Energy metabolism and regeneration are impaired by seawater acidification in the infaunal brittlestar Amphiura filiformis. Hu, M., Y., Casties, I., Stumpp, M., Ortega-Martinez, O., & Dupont, S. The Journal of experimental biology, 217(Pt 13):2411-21, 7, 2014.
Energy metabolism and regeneration are impaired by seawater acidification in the infaunal brittlestar Amphiura filiformis. [pdf]Paper  Energy metabolism and regeneration are impaired by seawater acidification in the infaunal brittlestar Amphiura filiformis. [link]Website  abstract   bibtex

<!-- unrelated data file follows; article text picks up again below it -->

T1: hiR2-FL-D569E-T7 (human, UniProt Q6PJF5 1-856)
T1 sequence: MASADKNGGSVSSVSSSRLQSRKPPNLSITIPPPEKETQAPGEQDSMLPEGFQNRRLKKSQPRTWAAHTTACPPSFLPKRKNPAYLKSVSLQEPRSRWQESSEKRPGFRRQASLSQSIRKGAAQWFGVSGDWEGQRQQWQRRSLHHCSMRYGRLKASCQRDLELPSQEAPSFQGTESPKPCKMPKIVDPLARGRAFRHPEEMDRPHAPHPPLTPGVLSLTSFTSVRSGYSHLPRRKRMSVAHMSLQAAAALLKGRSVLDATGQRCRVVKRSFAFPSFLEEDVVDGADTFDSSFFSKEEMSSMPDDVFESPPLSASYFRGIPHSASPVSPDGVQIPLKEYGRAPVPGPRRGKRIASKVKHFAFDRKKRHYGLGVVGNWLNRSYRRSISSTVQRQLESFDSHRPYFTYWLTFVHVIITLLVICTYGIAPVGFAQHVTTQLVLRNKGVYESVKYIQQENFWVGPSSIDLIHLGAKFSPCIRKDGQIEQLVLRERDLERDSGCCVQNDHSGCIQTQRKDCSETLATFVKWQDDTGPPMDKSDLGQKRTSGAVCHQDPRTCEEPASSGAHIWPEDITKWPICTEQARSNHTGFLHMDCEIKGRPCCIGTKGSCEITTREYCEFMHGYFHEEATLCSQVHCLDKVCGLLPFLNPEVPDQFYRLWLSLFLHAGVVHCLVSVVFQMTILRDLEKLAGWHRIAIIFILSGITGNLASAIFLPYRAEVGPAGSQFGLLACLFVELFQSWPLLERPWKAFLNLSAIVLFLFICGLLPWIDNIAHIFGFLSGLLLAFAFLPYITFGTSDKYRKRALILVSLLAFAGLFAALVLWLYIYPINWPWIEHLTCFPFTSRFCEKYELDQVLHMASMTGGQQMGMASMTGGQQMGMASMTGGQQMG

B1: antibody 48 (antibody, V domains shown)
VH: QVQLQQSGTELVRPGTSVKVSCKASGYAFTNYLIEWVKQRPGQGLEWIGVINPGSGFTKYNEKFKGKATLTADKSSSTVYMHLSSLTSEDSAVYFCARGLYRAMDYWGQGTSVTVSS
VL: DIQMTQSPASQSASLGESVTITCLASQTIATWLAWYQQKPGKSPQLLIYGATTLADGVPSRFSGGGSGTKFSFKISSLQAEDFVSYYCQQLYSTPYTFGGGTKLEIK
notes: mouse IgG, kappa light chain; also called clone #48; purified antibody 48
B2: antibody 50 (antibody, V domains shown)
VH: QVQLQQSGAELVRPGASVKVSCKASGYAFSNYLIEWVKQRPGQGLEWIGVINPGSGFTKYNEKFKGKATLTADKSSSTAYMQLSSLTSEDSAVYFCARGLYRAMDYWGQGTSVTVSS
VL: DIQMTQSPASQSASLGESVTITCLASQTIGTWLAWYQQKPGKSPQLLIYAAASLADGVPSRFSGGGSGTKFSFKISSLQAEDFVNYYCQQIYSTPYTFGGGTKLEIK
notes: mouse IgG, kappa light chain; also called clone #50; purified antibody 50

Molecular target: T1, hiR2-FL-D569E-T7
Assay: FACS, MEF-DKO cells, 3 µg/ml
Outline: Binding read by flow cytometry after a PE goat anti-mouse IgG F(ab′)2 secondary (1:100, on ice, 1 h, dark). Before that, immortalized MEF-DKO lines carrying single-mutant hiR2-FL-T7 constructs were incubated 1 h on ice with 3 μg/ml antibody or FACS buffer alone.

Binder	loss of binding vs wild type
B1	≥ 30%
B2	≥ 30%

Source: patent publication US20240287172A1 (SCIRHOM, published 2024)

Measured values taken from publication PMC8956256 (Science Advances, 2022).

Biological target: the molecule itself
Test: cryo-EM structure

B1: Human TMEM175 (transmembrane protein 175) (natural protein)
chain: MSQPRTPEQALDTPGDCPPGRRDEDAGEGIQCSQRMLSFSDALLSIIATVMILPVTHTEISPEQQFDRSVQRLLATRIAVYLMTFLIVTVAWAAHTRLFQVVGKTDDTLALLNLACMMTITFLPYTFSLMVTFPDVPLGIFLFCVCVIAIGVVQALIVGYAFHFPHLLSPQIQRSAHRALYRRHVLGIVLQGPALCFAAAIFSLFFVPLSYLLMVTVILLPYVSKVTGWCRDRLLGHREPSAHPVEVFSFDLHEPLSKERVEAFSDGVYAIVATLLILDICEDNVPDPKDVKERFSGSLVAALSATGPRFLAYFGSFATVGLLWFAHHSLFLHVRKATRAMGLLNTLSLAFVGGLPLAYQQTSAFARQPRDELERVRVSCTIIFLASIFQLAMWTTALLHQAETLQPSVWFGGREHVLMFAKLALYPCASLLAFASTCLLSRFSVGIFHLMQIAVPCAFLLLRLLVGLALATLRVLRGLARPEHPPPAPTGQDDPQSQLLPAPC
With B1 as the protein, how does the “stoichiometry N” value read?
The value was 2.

Seawater acidification due to anthropogenic release of CO2 as well as the potential leakage of pure CO2 from sub-seabed carbon capture storage (CCS) sites may impose a serious threat to marine organisms. Although infaunal organisms can be expected to be particularly impacted by decreases in seawater pH, as a result of naturally acidified conditions in benthic habitats, information regarding physiological and behavioral responses is still scarce. Determination of PO2 and P(CO2) gradients within burrows of the brittlestar Amphiura filiformis during environmental hypercapnia demonstrated that besides hypoxic conditions, increases of environmental P(CO2) are additive to the already high P(CO2) (up to 0.08 kPa) within the burrows. In response to up to 4 weeks exposure to pH 7.3 (0.3 kPa P(CO2)) and pH 7.0 (0.6 kPa P(CO2)), metabolic rates of A. filiformis were significantly reduced in pH 7.0 treatments, accompanied by increased ammonium excretion rates. Gene expression analyses demonstrated significant reductions of acid-base (NBCe and AQP9) and metabolic (G6PDH, LDH) genes. Determination of extracellular acid-base status indicated an uncompensated acidosis in CO2-treated animals, which could explain the depressed metabolic rates. Metabolic depression is associated with a retraction of filter feeding arms into sediment burrows. Regeneration of lost arm tissues following traumatic amputation is associated with significant increases in metabolic rate, and hypercapnic conditions (pH 7.0, 0.6 kPa) dramatically reduce the metabolic scope for regeneration, reflected in an 80% reduction in regeneration rate. Thus, the present work demonstrates that elevated seawater P(CO2) significantly affects the environment and the physiology of infaunal organisms like A. filiformis.

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